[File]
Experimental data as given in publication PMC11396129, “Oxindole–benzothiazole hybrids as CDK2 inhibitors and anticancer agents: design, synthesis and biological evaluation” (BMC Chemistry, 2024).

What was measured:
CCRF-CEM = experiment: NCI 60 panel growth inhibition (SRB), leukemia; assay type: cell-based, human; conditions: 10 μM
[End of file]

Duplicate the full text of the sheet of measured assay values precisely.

Experimental data as given in publication PMC11396129, “Oxindole–benzothiazole hybrids as CDK2 inhibitors and anticancer agents: design, synthesis and biological evaluation” (BMC Chemistry, 2024).

What was measured:
CCRF-CEM = experiment: NCI 60 panel growth inhibition (SRB), leukemia; assay type: cell-based, human; conditions: 10 μM